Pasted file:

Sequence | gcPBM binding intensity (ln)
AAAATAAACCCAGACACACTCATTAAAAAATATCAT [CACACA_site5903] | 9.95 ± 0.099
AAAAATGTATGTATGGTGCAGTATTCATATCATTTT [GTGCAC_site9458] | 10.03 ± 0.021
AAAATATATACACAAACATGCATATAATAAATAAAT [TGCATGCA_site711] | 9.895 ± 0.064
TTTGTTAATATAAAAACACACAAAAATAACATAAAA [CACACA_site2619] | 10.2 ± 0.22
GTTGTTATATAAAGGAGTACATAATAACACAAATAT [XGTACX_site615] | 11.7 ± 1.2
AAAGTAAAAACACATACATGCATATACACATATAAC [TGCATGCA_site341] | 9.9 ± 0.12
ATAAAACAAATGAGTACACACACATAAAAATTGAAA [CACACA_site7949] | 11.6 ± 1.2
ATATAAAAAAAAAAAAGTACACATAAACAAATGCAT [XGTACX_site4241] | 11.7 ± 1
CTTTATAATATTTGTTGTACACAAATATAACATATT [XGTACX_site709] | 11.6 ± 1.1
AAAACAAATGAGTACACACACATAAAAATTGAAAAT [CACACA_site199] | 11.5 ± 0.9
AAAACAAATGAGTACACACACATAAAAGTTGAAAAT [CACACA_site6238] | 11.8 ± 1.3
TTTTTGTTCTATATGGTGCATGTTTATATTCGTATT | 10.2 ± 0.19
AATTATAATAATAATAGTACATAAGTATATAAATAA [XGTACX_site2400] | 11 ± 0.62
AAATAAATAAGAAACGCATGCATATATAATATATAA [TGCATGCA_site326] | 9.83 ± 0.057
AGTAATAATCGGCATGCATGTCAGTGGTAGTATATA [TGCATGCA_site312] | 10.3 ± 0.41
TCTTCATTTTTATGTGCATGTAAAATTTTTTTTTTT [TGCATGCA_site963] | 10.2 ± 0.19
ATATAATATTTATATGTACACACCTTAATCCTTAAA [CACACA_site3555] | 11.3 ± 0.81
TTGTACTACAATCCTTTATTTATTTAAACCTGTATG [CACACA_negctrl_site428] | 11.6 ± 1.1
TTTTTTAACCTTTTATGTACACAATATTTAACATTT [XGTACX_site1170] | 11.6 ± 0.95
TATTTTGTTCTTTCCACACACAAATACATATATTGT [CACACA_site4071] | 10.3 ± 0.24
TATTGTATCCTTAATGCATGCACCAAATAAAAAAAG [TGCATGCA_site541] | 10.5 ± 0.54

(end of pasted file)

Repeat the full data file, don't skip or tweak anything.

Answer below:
Sequence | gcPBM binding intensity (ln)
AAAATAAACCCAGACACACTCATTAAAAAATATCAT [CACACA_site5903] | 9.95 ± 0.099
AAAAATGTATGTATGGTGCAGTATTCATATCATTTT [GTGCAC_site9458] | 10.03 ± 0.021
AAAATATATACACAAACATGCATATAATAAATAAAT [TGCATGCA_site711] | 9.895 ± 0.064
TTTGTTAATATAAAAACACACAAAAATAACATAAAA [CACACA_site2619] | 10.2 ± 0.22
GTTGTTATATAAAGGAGTACATAATAACACAAATAT [XGTACX_site615] | 11.7 ± 1.2
AAAGTAAAAACACATACATGCATATACACATATAAC [TGCATGCA_site341] | 9.9 ± 0.12
ATAAAACAAATGAGTACACACACATAAAAATTGAAA [CACACA_site7949] | 11.6 ± 1.2
ATATAAAAAAAAAAAAGTACACATAAACAAATGCAT [XGTACX_site4241] | 11.7 ± 1
CTTTATAATATTTGTTGTACACAAATATAACATATT [XGTACX_site709] | 11.6 ± 1.1
AAAACAAATGAGTACACACACATAAAAATTGAAAAT [CACACA_site199] | 11.5 ± 0.9
AAAACAAATGAGTACACACACATAAAAGTTGAAAAT [CACACA_site6238] | 11.8 ± 1.3
TTTTTGTTCTATATGGTGCATGTTTATATTCGTATT | 10.2 ± 0.19
AATTATAATAATAATAGTACATAAGTATATAAATAA [XGTACX_site2400] | 11 ± 0.62
AAATAAATAAGAAACGCATGCATATATAATATATAA [TGCATGCA_site326] | 9.83 ± 0.057
AGTAATAATCGGCATGCATGTCAGTGGTAGTATATA [TGCATGCA_site312] | 10.3 ± 0.41
TCTTCATTTTTATGTGCATGTAAAATTTTTTTTTTT [TGCATGCA_site963] | 10.2 ± 0.19
ATATAATATTTATATGTACACACCTTAATCCTTAAA [CACACA_site3555] | 11.3 ± 0.81
TTGTACTACAATCCTTTATTTATTTAAACCTGTATG [CACACA_negctrl_site428] | 11.6 ± 1.1
TTTTTTAACCTTTTATGTACACAATATTTAACATTT [XGTACX_site1170] | 11.6 ± 0.95
TATTTTGTTCTTTCCACACACAAATACATATATTGT [CACACA_site4071] | 10.3 ± 0.24
TATTGTATCCTTAATGCATGCACCAAATAAAAAAAG [TGCATGCA_site541] | 10.5 ± 0.54